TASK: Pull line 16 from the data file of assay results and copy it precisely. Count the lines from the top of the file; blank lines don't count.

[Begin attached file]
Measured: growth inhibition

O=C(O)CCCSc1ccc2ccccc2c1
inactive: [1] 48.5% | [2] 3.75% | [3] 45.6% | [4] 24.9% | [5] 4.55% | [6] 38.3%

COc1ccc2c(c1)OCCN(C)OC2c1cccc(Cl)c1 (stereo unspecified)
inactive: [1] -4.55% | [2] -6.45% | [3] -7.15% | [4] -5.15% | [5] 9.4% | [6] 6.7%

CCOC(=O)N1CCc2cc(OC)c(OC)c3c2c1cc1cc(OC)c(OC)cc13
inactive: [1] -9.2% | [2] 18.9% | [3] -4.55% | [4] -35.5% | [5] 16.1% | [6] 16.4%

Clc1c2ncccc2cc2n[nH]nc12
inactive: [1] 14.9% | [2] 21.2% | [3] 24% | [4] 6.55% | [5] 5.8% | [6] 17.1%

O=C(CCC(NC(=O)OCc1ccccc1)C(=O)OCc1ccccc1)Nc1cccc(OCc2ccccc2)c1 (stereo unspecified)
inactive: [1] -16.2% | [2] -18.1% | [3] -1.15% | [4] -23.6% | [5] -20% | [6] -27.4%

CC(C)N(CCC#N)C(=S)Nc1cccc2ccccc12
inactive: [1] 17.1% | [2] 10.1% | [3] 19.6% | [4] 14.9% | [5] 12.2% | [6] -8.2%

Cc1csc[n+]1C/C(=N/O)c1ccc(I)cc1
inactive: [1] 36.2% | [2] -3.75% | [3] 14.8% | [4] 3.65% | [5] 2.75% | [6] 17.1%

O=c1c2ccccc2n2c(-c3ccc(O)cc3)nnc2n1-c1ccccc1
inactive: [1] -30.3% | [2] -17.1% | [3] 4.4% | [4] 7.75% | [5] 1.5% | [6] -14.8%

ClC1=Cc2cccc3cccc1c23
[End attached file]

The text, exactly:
O=c1c2ccccc2n2c(-c3ccc(O)cc3)nnc2n1-c1ccccc1